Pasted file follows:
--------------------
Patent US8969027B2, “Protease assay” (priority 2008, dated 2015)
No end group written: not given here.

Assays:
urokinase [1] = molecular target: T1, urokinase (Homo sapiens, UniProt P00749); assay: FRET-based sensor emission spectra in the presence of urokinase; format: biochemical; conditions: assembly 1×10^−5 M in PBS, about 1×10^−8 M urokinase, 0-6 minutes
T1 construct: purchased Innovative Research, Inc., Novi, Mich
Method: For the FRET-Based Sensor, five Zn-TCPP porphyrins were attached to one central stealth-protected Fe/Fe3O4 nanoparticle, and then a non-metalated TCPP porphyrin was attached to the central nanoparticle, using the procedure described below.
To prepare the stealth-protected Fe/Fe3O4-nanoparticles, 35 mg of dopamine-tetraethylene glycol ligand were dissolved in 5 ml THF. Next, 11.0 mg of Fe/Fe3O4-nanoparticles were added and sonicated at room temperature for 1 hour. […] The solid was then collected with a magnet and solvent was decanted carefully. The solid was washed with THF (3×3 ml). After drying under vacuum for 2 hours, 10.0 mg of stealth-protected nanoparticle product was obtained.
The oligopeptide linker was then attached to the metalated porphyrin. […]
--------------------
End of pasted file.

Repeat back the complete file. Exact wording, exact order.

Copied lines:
Patent US8969027B2, “Protease assay” (priority 2008, dated 2015)
No end group written: not given here.

Assays:
urokinase [1] = molecular target: T1, urokinase (Homo sapiens, UniProt P00749); assay: FRET-based sensor emission spectra in the presence of urokinase; format: biochemical; conditions: assembly 1×10^−5 M in PBS, about 1×10^−8 M urokinase, 0-6 minutes
T1 construct: purchased Innovative Research, Inc., Novi, Mich
Method: For the FRET-Based Sensor, five Zn-TCPP porphyrins were attached to one central stealth-protected Fe/Fe3O4 nanoparticle, and then a non-metalated TCPP porphyrin was attached to the central nanoparticle, using the procedure described below.
To prepare the stealth-protected Fe/Fe3O4-nanoparticles, 35 mg of dopamine-tetraethylene glycol ligand were dissolved in 5 ml THF. Next, 11.0 mg of Fe/Fe3O4-nanoparticles were added and sonicated at room temperature for 1 hour. […] The solid was then collected with a magnet and solvent was decanted carefully. The solid was washed with THF (3×3 ml). After drying under vacuum for 2 hours, 10.0 mg of stealth-protected nanoparticle product was obtained.
The oligopeptide linker was then attached to the metalated porphyrin. […]